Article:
Brand Ambassadors

9 Customer Service Hacks Every Installer Should Know

If asked what a company is known for, you might assume their logo, colors, or even a catchy tagline. And this isn't a bad guess considering the emphasis we place on marketing and brand recognition. But the truth is, a company's brand is ultimately defined by customer service. Therefore, how the public views an organization primarily hinges on the interactions between customers and employees - in our case, installers.


But, what exactly does good customer service look like in our industry? Of course, it includes a job well done and adequate conversational skills. However, the nature of working inside a customer's home requires an added layer of care. Installers have to be sensitive to this fact and go the extra mile to put their customers at ease.


Working in a client's home may sound like a daunting task, so we compiled several hacks to make customer service a breeze, beginning with your first impression.

1. Nail your first impression.

First impressions are critical in customer service because they set the tone for the entire experience. Therefore, it's imperative to put your best foot forward during your introduction - speak clearly, make eye contact, and smile!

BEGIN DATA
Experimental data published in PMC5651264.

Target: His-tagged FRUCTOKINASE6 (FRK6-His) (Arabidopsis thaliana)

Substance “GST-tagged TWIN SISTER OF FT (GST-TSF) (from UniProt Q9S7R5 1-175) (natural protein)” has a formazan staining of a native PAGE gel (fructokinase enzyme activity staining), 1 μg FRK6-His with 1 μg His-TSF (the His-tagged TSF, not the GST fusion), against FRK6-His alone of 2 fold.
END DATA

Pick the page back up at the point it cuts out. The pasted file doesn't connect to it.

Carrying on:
On top of a polite introduction, body language and a clean uniform are equally important aspects of a first impression. As an installer, you should stand upright, walk with confidence, and dress for success - tuck in your shirt, wear a belt, and iron your pants.

2. Be Patient.

It's important to remember that customers hire us for a reason - our expertise. With little to no experience in closet installations, customers rely on you - the professional - for guidance in this process. Therefore, you should expect them to ask questions, voice concerns, and make requests.


At times, many of these questions and concerns may seem silly or uninformed, but bear in mind, YOU are the expert - not the customer. As such, be patient with your customers. Hear them out, never interrupt or respond rudely, and be willing to explain any step of the process.